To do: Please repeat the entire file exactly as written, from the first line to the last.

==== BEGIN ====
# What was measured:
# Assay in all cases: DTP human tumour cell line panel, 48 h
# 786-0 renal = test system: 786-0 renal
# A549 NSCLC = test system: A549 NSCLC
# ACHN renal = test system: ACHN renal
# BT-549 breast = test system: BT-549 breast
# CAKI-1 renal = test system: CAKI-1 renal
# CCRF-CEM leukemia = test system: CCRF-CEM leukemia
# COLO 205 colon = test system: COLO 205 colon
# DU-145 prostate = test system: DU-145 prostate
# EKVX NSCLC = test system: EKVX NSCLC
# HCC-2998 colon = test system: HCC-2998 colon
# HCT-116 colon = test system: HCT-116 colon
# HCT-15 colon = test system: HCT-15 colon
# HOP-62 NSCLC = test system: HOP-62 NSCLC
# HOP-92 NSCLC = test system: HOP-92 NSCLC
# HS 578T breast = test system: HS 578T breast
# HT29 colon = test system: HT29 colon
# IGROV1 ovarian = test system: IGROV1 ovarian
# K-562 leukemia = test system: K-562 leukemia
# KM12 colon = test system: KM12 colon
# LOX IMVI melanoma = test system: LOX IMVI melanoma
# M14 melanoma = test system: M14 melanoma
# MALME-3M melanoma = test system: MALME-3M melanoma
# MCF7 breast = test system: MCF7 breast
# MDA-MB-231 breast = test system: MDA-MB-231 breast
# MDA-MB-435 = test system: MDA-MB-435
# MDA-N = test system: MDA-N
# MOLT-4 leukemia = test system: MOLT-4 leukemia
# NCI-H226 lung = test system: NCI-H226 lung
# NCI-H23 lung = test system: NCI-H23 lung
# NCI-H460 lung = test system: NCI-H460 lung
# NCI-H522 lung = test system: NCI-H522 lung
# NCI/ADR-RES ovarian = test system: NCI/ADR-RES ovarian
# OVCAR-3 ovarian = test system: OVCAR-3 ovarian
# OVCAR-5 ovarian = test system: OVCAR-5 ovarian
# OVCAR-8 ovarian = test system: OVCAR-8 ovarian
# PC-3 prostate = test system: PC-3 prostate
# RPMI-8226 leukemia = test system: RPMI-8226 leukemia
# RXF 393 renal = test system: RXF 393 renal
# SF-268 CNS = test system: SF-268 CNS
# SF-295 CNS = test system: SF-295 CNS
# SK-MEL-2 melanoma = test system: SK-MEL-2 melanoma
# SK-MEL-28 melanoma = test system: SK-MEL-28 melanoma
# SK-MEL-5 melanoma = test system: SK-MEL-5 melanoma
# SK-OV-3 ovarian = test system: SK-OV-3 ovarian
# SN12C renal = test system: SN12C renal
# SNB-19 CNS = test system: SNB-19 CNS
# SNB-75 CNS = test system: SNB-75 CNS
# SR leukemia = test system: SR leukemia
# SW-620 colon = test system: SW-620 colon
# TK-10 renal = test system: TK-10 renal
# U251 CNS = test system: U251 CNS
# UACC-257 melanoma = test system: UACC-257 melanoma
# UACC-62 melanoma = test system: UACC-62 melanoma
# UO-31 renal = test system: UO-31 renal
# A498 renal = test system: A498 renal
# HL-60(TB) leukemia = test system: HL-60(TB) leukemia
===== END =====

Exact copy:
# What was measured:
# Assay in all cases: DTP human tumour cell line panel, 48 h
# 786-0 renal = test system: 786-0 renal
# A549 NSCLC = test system: A549 NSCLC
# ACHN renal = test system: ACHN renal
# BT-549 breast = test system: BT-549 breast
# CAKI-1 renal = test system: CAKI-1 renal
# CCRF-CEM leukemia = test system: CCRF-CEM leukemia
# COLO 205 colon = test system: COLO 205 colon
# DU-145 prostate = test system: DU-145 prostate
# EKVX NSCLC = test system: EKVX NSCLC
# HCC-2998 colon = test system: HCC-2998 colon
# HCT-116 colon = test system: HCT-116 colon
# HCT-15 colon = test system: HCT-15 colon
# HOP-62 NSCLC = test system: HOP-62 NSCLC
# HOP-92 NSCLC = test system: HOP-92 NSCLC
# HS 578T breast = test system: HS 578T breast
# HT29 colon = test system: HT29 colon
# IGROV1 ovarian = test system: IGROV1 ovarian
# K-562 leukemia = test system: K-562 leukemia
# KM12 colon = test system: KM12 colon
# LOX IMVI melanoma = test system: LOX IMVI melanoma
# M14 melanoma = test system: M14 melanoma
# MALME-3M melanoma = test system: MALME-3M melanoma
# MCF7 breast = test system: MCF7 breast
# MDA-MB-231 breast = test system: MDA-MB-231 breast
# MDA-MB-435 = test system: MDA-MB-435
# MDA-N = test system: MDA-N
# MOLT-4 leukemia = test system: MOLT-4 leukemia
# NCI-H226 lung = test system: NCI-H226 lung
# NCI-H23 lung = test system: NCI-H23 lung
# NCI-H460 lung = test system: NCI-H460 lung
# NCI-H522 lung = test system: NCI-H522 lung
# NCI/ADR-RES ovarian = test system: NCI/ADR-RES ovarian
# OVCAR-3 ovarian = test system: OVCAR-3 ovarian
# OVCAR-5 ovarian = test system: OVCAR-5 ovarian
# OVCAR-8 ovarian = test system: OVCAR-8 ovarian
# PC-3 prostate = test system: PC-3 prostate
# RPMI-8226 leukemia = test system: RPMI-8226 leukemia
# RXF 393 renal = test system: RXF 393 renal
# SF-268 CNS = test system: SF-268 CNS
# SF-295 CNS = test system: SF-295 CNS
# SK-MEL-2 melanoma = test system: SK-MEL-2 melanoma
# SK-MEL-28 melanoma = test system: SK-MEL-28 melanoma
# SK-MEL-5 melanoma = test system: SK-MEL-5 melanoma
# SK-OV-3 ovarian = test system: SK-OV-3 ovarian
# SN12C renal = test system: SN12C renal
# SNB-19 CNS = test system: SNB-19 CNS
# SNB-75 CNS = test system: SNB-75 CNS
# SR leukemia = test system: SR leukemia
# SW-620 colon = test system: SW-620 colon
# TK-10 renal = test system: TK-10 renal
# U251 CNS = test system: U251 CNS
# UACC-257 melanoma = test system: UACC-257 melanoma
# UACC-62 melanoma = test system: UACC-62 melanoma
# UO-31 renal = test system: UO-31 renal
# A498 renal = test system: A498 renal
# HL-60(TB) leukemia = test system: HL-60(TB) leukemia